18th-Century London Burial Thwarted Grave Robbers

LONDON, ENGLAND—Newsweek reports that an excavation team from the Museum of London Archaeology found a sand-filled coffin covered with heavy stones among the 25,000 graves in the New Churchyard, also known as the Bedlam Burial Ground, in the center of London. Archaeologist Robert Hartle explained that the sand and stones may have been intended to thwart body snatchers. The unusual sand-filled coffin dates to between 1720 and 1739—a time when bodies were sold illicitly to anatomy students for dissection. Hartle added that archaeological evidence of body snatching is extremely rare. To read in-depth about the illicit trade in dead bodies, go to “Haunt of the Resurrection Men.”

Statue Discovered at Angkor Thom

SIEM REAP, CAMBODIA—According to a report in The Cambodia Daily, archaeologists from the Apsara Authority discovered a sandstone statue of a guard near the northern entrance of the walled city of Angkor Thom. The statue is now missing its feet and parts of its legs, but is thought to have stood more than six feet tall on the grounds of a hospital built by King Jayavarman VII during the twelfth century. “The hospital consisted of wooden buildings and a chapel erected in stones,” said Tan Boun Suy, deputy director-general of the Apsara Authority. “What is left is the chapel…as wooden structures have long disappeared.” The team has also recovered a piece of another statue as well as roof tiles and ceramics. Rethy Chhem of the Cambodia Development Resource Institute added that Jayavarman VII placed hospitals at each of the four cardinal points of Angkor Thom. Each of those hospitals was equipped with two Buddhist shrines. For more, go to “Angkor Urban Sprawl.”

Monday, July 31

Sealskin Processing Site Investigated in Newfoundland

PORT AU CHOIX, NEWFOUNDLAND—Patricia Wells of the Port au Choix Archaeology Project and her team are exploring a now-waterlogged campsite occupied by the Groswater people sometime between 2,800 and 2,000 years ago, according to a report in the Northern Pen. So far they have uncovered stone tools thought to have been used for processing sealskins, and they have taken a sediment core from nearby Bass Pond. “We hope to assess whether the Groswater had any impact on the pond ecology, and look into the long ecological history of the region as a whole,” Wells said. Wells explains that the Groswater people probably did not use the site as a base camp for hunting, however, because there’s no view of the ocean and no place to land game on the shore. For more on archaeology in Canada, go to “Standing Still in Beringia?

2,500-Year-Old Sarcophagus Found in Turkey

BALIKESIR PROVINCE, TURKEY—A sarcophagus containing the skeletal remains of two people has been found at the ancient Greek city of Antandrus, which is located in northwestern Turkey, according to a report in the Daily Sabah. Gürcan Polat of Ege University said the sarcophagus dates to the fifth century B.C. “The bones probably belonged to people from the same family,” Polat added. The excavation also uncovered an imported bowl, two amphoras, and two strigils, tools used to scrape sweat and dirt from the skin. To read about another recent discovery in Turkey, go to “Figure of Distinction.”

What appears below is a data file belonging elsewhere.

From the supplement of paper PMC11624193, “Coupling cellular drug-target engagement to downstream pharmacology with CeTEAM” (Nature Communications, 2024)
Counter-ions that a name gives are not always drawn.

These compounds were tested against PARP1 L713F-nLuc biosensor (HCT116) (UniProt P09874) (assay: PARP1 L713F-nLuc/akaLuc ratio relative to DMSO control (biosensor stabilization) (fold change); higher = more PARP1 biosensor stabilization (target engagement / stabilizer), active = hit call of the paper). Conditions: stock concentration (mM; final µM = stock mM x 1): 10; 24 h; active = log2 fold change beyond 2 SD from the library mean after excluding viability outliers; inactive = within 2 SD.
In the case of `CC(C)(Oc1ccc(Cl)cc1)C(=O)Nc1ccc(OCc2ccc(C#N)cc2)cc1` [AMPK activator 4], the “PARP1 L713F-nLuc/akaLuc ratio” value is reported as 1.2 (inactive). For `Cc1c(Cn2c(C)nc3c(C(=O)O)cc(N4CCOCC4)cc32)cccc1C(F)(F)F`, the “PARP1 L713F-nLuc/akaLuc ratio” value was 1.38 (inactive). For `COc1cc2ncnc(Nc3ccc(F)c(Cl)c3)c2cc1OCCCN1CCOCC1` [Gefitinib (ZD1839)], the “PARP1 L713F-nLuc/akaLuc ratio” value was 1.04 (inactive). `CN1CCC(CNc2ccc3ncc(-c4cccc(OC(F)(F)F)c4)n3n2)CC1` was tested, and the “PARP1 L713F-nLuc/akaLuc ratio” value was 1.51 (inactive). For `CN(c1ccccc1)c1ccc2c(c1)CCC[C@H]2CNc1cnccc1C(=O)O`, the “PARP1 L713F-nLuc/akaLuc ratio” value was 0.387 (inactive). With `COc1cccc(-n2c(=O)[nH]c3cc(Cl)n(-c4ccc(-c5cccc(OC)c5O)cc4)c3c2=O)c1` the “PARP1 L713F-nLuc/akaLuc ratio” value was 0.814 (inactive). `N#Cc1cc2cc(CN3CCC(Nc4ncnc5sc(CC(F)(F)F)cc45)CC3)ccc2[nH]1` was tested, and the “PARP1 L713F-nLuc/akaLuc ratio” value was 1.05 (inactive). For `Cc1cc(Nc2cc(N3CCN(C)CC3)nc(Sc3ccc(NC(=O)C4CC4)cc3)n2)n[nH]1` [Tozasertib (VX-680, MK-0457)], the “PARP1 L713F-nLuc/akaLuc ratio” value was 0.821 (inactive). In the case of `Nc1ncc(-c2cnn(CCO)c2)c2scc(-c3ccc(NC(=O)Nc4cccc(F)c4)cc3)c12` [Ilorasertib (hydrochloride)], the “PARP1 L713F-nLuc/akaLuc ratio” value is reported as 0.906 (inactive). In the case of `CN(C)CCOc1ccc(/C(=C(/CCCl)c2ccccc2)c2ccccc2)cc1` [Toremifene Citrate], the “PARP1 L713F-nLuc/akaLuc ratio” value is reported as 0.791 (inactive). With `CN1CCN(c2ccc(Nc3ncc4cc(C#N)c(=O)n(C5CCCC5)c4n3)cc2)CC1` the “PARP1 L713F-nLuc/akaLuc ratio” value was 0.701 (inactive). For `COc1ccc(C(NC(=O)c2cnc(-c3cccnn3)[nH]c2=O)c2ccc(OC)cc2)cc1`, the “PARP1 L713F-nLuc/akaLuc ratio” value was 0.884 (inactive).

16th-Century Crypt Discovered in New World’s First Cathedral

SANTO DOMINGO, DOMINICAN REPUBLIC—According to a report in El País, a brick vault that could hold the remains of Gonzalo Fernández de Oviedo has been found at the Basilica Cathedral of Santa María la Menor, the first cathedral built in the Americas. Oviedo wrote Summary of the Natural History of the Indies, the first account of the New World, and served as governor of the fortress of Santo Domingo from 1532 until his death in 1557. “We know that up to middle of the sixteenth century there was an altar dedicated to Santa Lucía built on Oviedo’s instructions, and that right underneath he ordered a vault to be constructed, where he was buried,” said Esteban Prieto Vicioso, head of the conservation project at the cathedral. Christopher Columbus had also been buried at the cathedral for a time, but his body was later moved. Prieto Vicioso explained that there is no documentary evidence that Oviedo’s body was ever exhumed, however. The restoration team plans to open the crypt, which, in addition to Oviedo’s remains, might hold an iron key to the fortress of Santo Domingo. A head injury received during a knife fight could help Prieto Vicioso’s team identify Oviedo’s remains. For more on archaeology in the Caribbean, go to “Finding Lost African Homelands.”